Wednesday, July 05, 2006

General Assembly Round-Up

The General Assemblies of the PCA and the OPC recently met, and I would like to make a few comments. However, my information is second hand, so feel free to correct me if anything is off.

First, I want to congratulate Rev. Dr. Dominic Aquila for his election as the Moderator of the PCA General Assembly. Dr. Aquila is the President of New Geneva Theological Seminary, from which I graduated, and he is deserving of the post. The JollyBlogger says that there was not as much "heat" in the discussions this year at the Assembly, and I have little doubt that Dr. Aqulia as the moderator had a great deal to with the civility of the discussions.

Second, I think the PCA made a mistake by creating a study committee on the Federal Vision, New Perspectives on Paul, and Norman Shepherd’s views, commonly called Shepherdism. The vote to create a study committee overturned the majority opinion of the Bills and Overtures committee. One reason I believe this is wrong is the same reason I objected to the Mississippi Valley Report a few years ago: the scope is too broad. As a result, the report will either take years to complete or be too shallow. The RCUS handled it well, in my obviously biased opinion, by breaking each group into its own study committee. The majority opinion of the PCA Overtures Committee, which was overturned by the General Assembly, stated that the creation of a study committee would interfere with ongoing Standing Judicial Committee (SJC) cases. This is clearly a most important point. To what extent are the rulings of study committees binding? If the committee were to find that the Federal Vision is heresy, no Federal Visionists would be automatically removed from office; charges would still have to be brought before the SJC. Would the SJC even be bound to deliver a verdict that conforms to the Study Committee? If it were to take several years for the committee to report back, what happens to the trials pending? When I read Acts 15, I see the church coming together in a court to decide things, not creating non-binding study committees. Not to mention the nightmare of deciding who serves on the committee. Do you appoint a Federal Vision proponent to serve on the committee? If so, then how many? If not, then how do you answer the cries of foul that will most certainly appear? I would bet this committee comes back with a minority report, and then what happens? Study committees work well for deciding the biblical approach to denominational pension plans or for determining the biblical position concerning women in the military. However, the investigation of possible heresy charges is absolutely not the business of a study committee. This is why we have church courts. This debate will end up in the church courts anyway, so why bother with the committee? This is why I favor judicial process instead of study committees. It should be noted that I am in a minority on the web. JollyBlogger favors the study committee approach, and so does Rev. Polski. Rev. Polski has a great post on the PCA GA that reports how the Assembly decided to allow a minister to teach his exception to the Westminster Confession to his congregation without notifying his congregation that his teaching is out of accord with the WCF. This makes one wonder what the point of declaring an exception to the WCF is in the first place, but then I do come from a strict subscription church.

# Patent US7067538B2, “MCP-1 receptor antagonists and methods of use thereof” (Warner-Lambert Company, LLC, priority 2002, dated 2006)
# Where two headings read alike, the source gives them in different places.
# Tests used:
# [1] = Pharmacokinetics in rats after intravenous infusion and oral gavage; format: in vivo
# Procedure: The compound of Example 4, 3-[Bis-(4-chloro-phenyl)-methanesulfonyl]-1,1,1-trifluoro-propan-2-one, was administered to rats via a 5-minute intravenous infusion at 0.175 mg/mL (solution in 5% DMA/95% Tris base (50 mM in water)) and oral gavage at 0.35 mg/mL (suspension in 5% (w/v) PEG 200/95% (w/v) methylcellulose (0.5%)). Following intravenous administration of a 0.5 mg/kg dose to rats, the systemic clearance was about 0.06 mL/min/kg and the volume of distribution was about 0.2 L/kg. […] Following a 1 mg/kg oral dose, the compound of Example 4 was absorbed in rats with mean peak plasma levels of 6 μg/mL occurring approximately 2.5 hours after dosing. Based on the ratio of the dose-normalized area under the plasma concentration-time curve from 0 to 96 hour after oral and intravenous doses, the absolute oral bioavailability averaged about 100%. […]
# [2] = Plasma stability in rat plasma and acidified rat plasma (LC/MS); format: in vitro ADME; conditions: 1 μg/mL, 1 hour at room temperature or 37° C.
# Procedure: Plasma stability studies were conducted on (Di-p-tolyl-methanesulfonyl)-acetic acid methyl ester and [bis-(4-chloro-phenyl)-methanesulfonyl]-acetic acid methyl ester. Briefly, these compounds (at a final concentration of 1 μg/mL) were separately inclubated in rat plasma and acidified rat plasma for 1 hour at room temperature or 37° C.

Third, I am also disappointed with the report brought back by the OPC study committee on the Federal Vision, even though it entails a negative assessment. This report itself has other detractors, and will merit an upcoming post. For now I want to note that the report was not adopted, instead it was commended to the churches for study. Now what exactly that means is up for discussion, and therein lies my problem with it. The Assembly, by neither recommending it nor voting it down, failed to clearly approve or disapprove of it. So, then, what is the will of the Assembly on this matter? I believe “straddling the fence” is the best phraseology. A similar discussion is taking place in conservative PCUSA churches over the new names for the Trinity report. The PCUSA decided neither to approve nor to adopt, but rather to commend for study, the idea that the Trinity could now properly be called, "fountain, well-spring, and river" or other manmade non-masculine names, and even a few feminine ones like "Mother, child, and life-giving womb." It is the perfect way to satisfy both sides: by not taking one at all.

All in all, this General Assembly season has to be regarded as a giant victory for the Federal Vision movement (yes, I believe there is a movement, but if you would rather call it an impetus, that is fine). The RCUS failed to do anything by recommitting their report for another year, the PCA failed to allow the judicial process to take its course, the OPC failed to adopt its report critical of the Federal Vision, and the Christian Reformed Church passed paedocommunion.